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Exploration permit rejected based on Tahltan objections

Tahltan First Nation rejected the Latham copper-gold exploration project north of Red Chris mine
The Latham copper-gold claim is in an area the Tahltan say is culturally sensitive. | Torr Metals presentation

The B.C. government has rejected an application for an exploration permit for a copper-gold deposit in the Golden Triangle of Northwestern B.C, according to the Tahltan First Nation, which objected to the permit being issued.

The permit in question was for the Torr Metals Inc. (TSX-V:TMET) Latham copper-gold claim in Northeastern B.C., north of the Red Chris mine.

The Ministry of Energy, Mines and Low Carbon Innovation confirmed to BIV News that the permit has been denied.

"The decision maker conducted a comprehensive review of the application, which included a number of different factors, including the potential impacts on Tahltan interests," the ministry said in a statement. "After careful consideration, the application was rejected."

In a news release, the Tahltan Central Government ("TCG"), Iskut Band, and Tahltan Band say they acknowledge the decision by the province to deny the permit, based on the Tahltan’s objections.

The Tahltan are generally supportive of mining, and in fact have their own business interests in mining, but objected to the Latham project because it is in an area of Gnat Pass that the nation considers to be culturally sensitive.

“The province's decision to reject Torr's permit application follows on the heels of a Tahltan decision that also rejected the project,” the Tahltan Central Government said in its news release.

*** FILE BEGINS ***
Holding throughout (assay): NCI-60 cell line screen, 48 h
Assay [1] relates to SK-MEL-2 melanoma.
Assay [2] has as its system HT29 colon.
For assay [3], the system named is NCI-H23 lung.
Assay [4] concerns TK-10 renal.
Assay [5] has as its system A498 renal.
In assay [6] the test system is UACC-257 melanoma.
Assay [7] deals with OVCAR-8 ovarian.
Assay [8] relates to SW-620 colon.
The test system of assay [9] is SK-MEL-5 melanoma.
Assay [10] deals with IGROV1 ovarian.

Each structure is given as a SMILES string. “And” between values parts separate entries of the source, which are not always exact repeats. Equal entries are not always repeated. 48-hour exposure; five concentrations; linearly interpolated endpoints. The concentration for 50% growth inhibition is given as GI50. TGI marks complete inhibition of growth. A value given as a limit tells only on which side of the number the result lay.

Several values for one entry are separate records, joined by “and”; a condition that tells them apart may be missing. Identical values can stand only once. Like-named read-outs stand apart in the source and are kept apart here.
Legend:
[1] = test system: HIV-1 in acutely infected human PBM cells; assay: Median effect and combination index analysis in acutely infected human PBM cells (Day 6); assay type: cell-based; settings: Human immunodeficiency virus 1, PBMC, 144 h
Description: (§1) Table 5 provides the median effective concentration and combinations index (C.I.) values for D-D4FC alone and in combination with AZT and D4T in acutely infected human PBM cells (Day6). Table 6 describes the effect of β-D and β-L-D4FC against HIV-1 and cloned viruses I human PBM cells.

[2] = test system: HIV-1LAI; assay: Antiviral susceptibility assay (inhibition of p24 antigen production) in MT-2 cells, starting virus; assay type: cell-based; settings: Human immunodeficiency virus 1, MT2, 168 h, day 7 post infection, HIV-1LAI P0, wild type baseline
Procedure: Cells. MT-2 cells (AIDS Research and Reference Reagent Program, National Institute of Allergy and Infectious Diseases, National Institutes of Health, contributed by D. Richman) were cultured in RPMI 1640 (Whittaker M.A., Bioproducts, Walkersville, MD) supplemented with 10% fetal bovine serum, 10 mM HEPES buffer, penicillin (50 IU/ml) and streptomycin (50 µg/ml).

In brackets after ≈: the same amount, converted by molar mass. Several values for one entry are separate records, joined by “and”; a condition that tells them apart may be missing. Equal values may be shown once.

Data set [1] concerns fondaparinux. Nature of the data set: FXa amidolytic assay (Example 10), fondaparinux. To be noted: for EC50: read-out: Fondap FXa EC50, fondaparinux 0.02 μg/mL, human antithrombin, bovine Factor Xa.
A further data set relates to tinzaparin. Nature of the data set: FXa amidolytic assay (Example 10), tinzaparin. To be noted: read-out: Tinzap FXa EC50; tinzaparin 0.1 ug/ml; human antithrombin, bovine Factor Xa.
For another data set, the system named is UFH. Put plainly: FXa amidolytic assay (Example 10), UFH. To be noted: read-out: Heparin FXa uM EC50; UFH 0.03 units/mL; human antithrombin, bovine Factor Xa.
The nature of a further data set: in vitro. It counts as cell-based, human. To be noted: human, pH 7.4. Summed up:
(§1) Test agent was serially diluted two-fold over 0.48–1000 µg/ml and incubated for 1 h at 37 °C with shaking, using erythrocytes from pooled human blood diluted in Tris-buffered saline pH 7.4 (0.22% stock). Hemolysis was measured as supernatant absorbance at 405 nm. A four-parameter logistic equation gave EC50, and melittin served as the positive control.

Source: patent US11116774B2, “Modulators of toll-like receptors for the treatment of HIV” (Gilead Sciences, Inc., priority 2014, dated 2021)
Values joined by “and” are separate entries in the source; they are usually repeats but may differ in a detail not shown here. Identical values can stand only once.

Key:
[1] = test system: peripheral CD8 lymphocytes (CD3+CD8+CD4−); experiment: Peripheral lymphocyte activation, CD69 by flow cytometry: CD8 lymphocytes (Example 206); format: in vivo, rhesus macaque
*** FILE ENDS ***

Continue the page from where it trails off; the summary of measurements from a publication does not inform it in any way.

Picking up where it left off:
“Tahltan Nation considers the province's decision to be consistent with Tahltan opposition to Torr's proposed project and supportive of Tahltan Nation's exercise of its inherent jurisdiction over all lands and waters in Tahltan Territory.

“While this decision is a victory for Tahltan Nation, much remains to be done. Nearly 24,000 coal, mineral, and placer claims have been issued historically in Tahltan territory by the province without Tahltan consent. This raises serious concerns about the outdated approach to mineral tenure staking under the province's deeply colonial Mineral Tenure Act.”

“As Canadian law moves towards the standard of free, prior, and informed consent, as recognized by British Columbia's enactment of DRIPA (Declaration on the Rights of Indigenous Peoples Act), Tahltan Nation expects that the province will take steps to ensure that mining companies are not granted any further permits or interests within Tahltan Territory without Tahltan consent.”

Torr Metals did not respond to a request for comment from BIV News. The Association for Mineral Exploration (AME) issued a statement in the decision to reject the permit.

"Indigenous participation is central to successful mineral exploration in British Columbia," Keerit Jutla, the AME's new CEO, said in a statement to BIV News.

"At AME, we encourage our members to engage early and often with Indigenous nations when exploration is proposed on their traditional territory. AME continues to act as strong advocates for the mineral exploration industry in modernization processes that respect the rights of Indigenous Peoples while maintaining the objectives of shared benefit from unlocking the minerals and metals necessary for everyday life."

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